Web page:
Revised on 15 Aug 2006

Bill Williams


Edit MessageUploaded - 14 Jul 2006 23:08

If the Digital Receiver is a Satellite Receiver.

There is no real functional differnce between how a satellite receiver is connected versus a terrestrial digital receiver.




Revised on 15 Aug 2006

Bill Williams


Edit MessageUploaded - 14 Jul 2006 23:09

If the Satellite Receiver also includes RF out.

I presume satellite receivers only include an aerial input and output if it is going to add the decoded digital channel to the aerial channels on the RF cable. Anyway, you daisy chain the aerial signals like this.



Revised on 15 Aug 2006

Bill Williams


Edit MessageUploaded - 14 Jul 2006 23:11

Daisy-chaining the SCART.

In anticipation of getting more equipment you can also use this alternative configuration in which you also daisy chain the SCART connections, like below.

So that the TV can 'see' the TV program selected by the digital receiver, the VCR must either be OFF or have the relevant SCART socket selected as its input. On its selector this will usually be known as AV1, AV2 or AV3 or even perhaps AV0 (consult the Instruction Manual of your VCR Equipment)



Revised on 15 Aug 2006

Bill Williams


Edit MessageUploaded - 14 Jul 2006 23:13

Daisy-chaining a VCR and a DVD recorder.

When you have two recorders, such as both a tape VCR and a disc DVD recorder one of the simplest configurations is to daisy chain both the aerial cables and the SCART cables.

So that the TV can 'see' the TV program selected by the digital receiver, the VCR must either be OFF or have the relevant SCART socket selected as its input. On its selector this will usually be known as AV1, AV2 or AV3 or even perhaps AV0 (consult the Instruction Manual of your VCR Equipment)

Furthermore so that the TV can 'see' the TV program selected by the digital receiver, the DVD Recorder must either be off or have the relevant SCART socket selected as its input. On its selector this will usually be known as AV1, AV2 or AV3 or even perhaps AV0 (consult the Instruction Manual of your DVD Recorder Equipment)

If you wish to record DVDs from your old VCR tapes then the DVD recorder should be closer to the TV on the SCART daisy-chain than the VCR as shown. Then when you set the VCR to Play and the DVD recorder to Record, it should work and you should be able to use the TV to see what is recording.

In theory if you set the DVD recorder to Play and the VCR to Record, it should work, but in practice you are likely to get interference from too many devices which will ruin the quality. Also purchased DVDs may contain a copy protection system which is an extra superimposed signal designed to screw up recording quality.





Revised on 15 Aug 2006

Bill Williams


Edit MessageUploaded - 16 Jul 2006 15:22

Adding a DVD player


DVD players only have a single SCART socket, so they have to be the first in the daisy chain. This means that you plug it into the unused socket of the digital receiver. If its TV SCART socket is output only, you may have to swap over the two scart leads in the didital reciever.

You may need to set the digital receiver to OFF or off-line for the signal from the DVD player to be passed through to the rest of the daisy-chain & hence to the TV.

On the other hand, the digital receiver may give priority to the DVD player and immediately pass the DVD player through to the rest of the daisy chain. In this case you will need to set the DVD player to OFF for you to be able view the off-air programs from the digital receiver.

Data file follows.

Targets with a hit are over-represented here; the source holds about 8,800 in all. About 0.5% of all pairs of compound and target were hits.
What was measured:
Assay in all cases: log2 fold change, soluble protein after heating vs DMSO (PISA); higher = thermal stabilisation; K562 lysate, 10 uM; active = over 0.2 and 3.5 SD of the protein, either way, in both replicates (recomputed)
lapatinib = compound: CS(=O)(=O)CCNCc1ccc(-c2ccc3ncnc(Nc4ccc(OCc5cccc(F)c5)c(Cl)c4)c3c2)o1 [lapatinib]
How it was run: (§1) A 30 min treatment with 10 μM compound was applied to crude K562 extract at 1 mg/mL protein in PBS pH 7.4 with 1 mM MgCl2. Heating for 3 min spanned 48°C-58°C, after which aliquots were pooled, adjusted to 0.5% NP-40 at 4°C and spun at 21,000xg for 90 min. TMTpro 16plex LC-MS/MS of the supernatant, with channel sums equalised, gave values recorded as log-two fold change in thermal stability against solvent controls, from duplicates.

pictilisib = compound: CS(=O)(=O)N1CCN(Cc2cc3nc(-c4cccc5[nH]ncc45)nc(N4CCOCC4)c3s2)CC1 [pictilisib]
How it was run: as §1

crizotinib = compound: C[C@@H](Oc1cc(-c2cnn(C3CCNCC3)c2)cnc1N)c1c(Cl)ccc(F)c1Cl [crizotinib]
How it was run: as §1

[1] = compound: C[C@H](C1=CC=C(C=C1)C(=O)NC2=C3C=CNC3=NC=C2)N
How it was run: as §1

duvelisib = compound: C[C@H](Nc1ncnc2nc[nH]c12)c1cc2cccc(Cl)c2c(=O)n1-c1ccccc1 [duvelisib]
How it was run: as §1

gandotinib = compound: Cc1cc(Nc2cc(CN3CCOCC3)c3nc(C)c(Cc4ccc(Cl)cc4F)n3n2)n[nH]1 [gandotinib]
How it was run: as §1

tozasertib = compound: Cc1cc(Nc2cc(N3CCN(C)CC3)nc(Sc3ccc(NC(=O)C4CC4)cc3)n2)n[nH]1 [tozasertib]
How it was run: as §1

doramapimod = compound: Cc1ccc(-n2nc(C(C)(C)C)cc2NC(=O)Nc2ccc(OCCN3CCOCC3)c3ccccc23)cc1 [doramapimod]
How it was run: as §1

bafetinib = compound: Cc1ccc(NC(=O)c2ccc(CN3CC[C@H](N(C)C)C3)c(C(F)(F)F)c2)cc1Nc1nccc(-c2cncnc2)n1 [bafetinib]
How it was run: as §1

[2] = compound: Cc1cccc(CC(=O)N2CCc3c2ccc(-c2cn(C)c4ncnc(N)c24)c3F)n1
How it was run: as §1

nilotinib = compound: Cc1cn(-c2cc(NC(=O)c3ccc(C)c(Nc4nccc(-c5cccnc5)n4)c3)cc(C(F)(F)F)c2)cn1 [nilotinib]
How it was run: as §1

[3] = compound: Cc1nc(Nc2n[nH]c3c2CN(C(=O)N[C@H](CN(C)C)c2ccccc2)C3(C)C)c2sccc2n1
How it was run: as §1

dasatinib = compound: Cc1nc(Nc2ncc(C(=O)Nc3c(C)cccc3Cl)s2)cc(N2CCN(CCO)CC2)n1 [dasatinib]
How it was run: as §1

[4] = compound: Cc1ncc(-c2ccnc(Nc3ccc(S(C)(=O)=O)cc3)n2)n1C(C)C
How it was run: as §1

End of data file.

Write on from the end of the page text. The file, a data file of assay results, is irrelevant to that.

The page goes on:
Revised on 21 Aug 2006

Bill Williams


Edit MessageUploaded - 16 Jul 2006 15:23

Using a SCART switch,


If the SCART daisy-chain system does not work for you you may want to try using a SCART switch, such as this one: Link
This model is available in many shops, I've even seen it in our local Tesco's

With this you connect each device with a single scart cable to the switch. Deciding which device you are viewing or recording is determined by push buttons on the front of the SCART switch. This introduces a whole new realm of possiblilites for failing to set the right buttons and finding out afterwards that you recorded nothing or the wrong channel. Always check by setting the TV to see the output of the relevant recorder while setting up timed recording sessions.

The aerial circuits are still daisy chained as before.

With such a switch you get an extra facility, you can be copying from one video device to another, e.g. VCR tape to DVD while watching a live program from the digital receiver, or recording a live program from the receiver while watching a DVD or tape.

The round sockets on the scart switch can be used to connect the Video devices to your hi-fi audio amplifiers so that you can get high quality sound with your viewing. But the same facility can often be achieved by connecting to audio outputs of the VCR or DVD recorder too




Revised on 15 Aug 2006

Bill Williams


Edit MessageUploaded - 14 Aug 2006 22:45

SCART Pin Connections


RGB
15. Red Out, 0.7V p-p, 75 Ohms
13. Red ground, 0 Volts
11. Green Out, 0.7V p-p, 75 Ohms
09. Green ground, 0 Volts
07. Blue Out, 0.7V p-p, 75 Ohms
05. Blue ground, 0 Volts
16. RGB Switch
18. RGB Switch ground
Composite Video
19. Composite Video - Out
20. Composite Video - In
17. Composite Video Common, 0 Volts
Stereo Audio
01. RH Audio - Out
03. LH Audio - Out
02. RH Audio - In
06. LH Audio - In
04. Audio Common, 0 Volts
Function Select
08. Function Switch Out / 16:9 Switching
21. 0 Volts (General Ground) the outer case.
Not Connected
10. NC
12. NC
14. NC

Pin 8 provides function switching. Applying 9.5-12V to the pin will cause a compatible TV or VCR to switch to the AV (SCART) input. It may also switch on the equipment from standby. Applying 0V or leaving unconnected will switch back to TV. Some TV's also use this pin to select the aspect ratio. Applying 5-8V to pin 8 will switch to 16:9 mode. This may be used by DVD players to set TV to correct ratio. Connect ground to pin 14 or pin 18.

==============


Bill.